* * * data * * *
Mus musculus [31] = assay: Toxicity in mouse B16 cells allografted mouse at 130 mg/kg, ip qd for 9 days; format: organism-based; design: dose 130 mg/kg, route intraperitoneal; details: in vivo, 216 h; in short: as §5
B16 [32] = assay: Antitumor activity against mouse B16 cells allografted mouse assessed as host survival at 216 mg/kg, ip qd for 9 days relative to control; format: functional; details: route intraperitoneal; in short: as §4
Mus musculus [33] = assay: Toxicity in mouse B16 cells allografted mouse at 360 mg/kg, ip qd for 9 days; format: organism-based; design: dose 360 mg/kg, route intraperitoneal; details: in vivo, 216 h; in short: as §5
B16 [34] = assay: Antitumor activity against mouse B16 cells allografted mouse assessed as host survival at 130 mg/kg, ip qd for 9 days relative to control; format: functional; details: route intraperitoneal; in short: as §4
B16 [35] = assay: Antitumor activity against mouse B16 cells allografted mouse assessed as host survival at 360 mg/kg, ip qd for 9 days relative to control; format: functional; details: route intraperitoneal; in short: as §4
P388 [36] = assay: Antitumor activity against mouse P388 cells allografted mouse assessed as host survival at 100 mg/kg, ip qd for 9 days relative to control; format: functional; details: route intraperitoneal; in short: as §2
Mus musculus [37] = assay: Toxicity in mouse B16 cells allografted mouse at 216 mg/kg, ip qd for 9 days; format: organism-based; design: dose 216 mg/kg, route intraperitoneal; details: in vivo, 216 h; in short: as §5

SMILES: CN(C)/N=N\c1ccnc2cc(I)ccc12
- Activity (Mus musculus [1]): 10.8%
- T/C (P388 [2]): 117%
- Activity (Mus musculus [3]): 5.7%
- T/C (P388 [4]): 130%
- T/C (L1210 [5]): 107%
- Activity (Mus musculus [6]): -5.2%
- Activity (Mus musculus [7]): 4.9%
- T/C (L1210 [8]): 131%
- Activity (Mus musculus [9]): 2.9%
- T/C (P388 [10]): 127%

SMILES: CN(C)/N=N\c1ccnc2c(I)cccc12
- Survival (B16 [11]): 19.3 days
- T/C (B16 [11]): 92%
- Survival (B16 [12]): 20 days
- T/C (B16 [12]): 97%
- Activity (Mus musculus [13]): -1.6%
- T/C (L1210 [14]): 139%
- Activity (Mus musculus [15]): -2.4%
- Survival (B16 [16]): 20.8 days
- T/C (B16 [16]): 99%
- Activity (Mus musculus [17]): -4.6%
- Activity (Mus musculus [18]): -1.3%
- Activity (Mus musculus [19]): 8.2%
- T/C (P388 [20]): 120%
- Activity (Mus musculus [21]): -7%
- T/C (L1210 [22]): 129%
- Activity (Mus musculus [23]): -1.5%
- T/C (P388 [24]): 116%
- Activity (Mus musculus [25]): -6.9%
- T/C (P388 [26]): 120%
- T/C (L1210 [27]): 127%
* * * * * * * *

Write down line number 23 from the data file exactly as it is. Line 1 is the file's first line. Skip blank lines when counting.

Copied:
- T/C (B16 [12]): 97%